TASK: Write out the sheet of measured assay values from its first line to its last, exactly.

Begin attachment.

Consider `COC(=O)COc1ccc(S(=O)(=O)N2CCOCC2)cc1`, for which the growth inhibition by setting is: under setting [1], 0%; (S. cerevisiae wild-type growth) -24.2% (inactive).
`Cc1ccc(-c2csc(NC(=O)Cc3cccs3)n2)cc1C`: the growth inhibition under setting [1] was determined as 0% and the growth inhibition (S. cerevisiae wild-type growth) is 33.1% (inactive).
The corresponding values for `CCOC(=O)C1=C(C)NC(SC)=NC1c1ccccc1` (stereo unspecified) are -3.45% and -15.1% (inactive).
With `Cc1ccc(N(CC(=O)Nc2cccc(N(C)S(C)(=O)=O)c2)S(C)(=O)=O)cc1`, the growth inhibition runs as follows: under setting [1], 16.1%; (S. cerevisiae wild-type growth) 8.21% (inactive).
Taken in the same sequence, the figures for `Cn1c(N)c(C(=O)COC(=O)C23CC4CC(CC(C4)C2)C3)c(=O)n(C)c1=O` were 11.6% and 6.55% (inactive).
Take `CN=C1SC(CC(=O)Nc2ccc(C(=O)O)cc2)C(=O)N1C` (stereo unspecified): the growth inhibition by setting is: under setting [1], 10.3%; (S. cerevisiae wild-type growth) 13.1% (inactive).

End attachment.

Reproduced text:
Consider `COC(=O)COc1ccc(S(=O)(=O)N2CCOCC2)cc1`, for which the growth inhibition by setting is: under setting [1], 0%; (S. cerevisiae wild-type growth) -24.2% (inactive).
`Cc1ccc(-c2csc(NC(=O)Cc3cccs3)n2)cc1C`: the growth inhibition under setting [1] was determined as 0% and the growth inhibition (S. cerevisiae wild-type growth) is 33.1% (inactive).
The corresponding values for `CCOC(=O)C1=C(C)NC(SC)=NC1c1ccccc1` (stereo unspecified) are -3.45% and -15.1% (inactive).
With `Cc1ccc(N(CC(=O)Nc2cccc(N(C)S(C)(=O)=O)c2)S(C)(=O)=O)cc1`, the growth inhibition runs as follows: under setting [1], 16.1%; (S. cerevisiae wild-type growth) 8.21% (inactive).
Taken in the same sequence, the figures for `Cn1c(N)c(C(=O)COC(=O)C23CC4CC(CC(C4)C2)C3)c(=O)n(C)c1=O` were 11.6% and 6.55% (inactive).
Take `CN=C1SC(CC(=O)Nc2ccc(C(=O)O)cc2)C(=O)N1C` (stereo unspecified): the growth inhibition by setting is: under setting [1], 10.3%; (S. cerevisiae wild-type growth) 13.1% (inactive).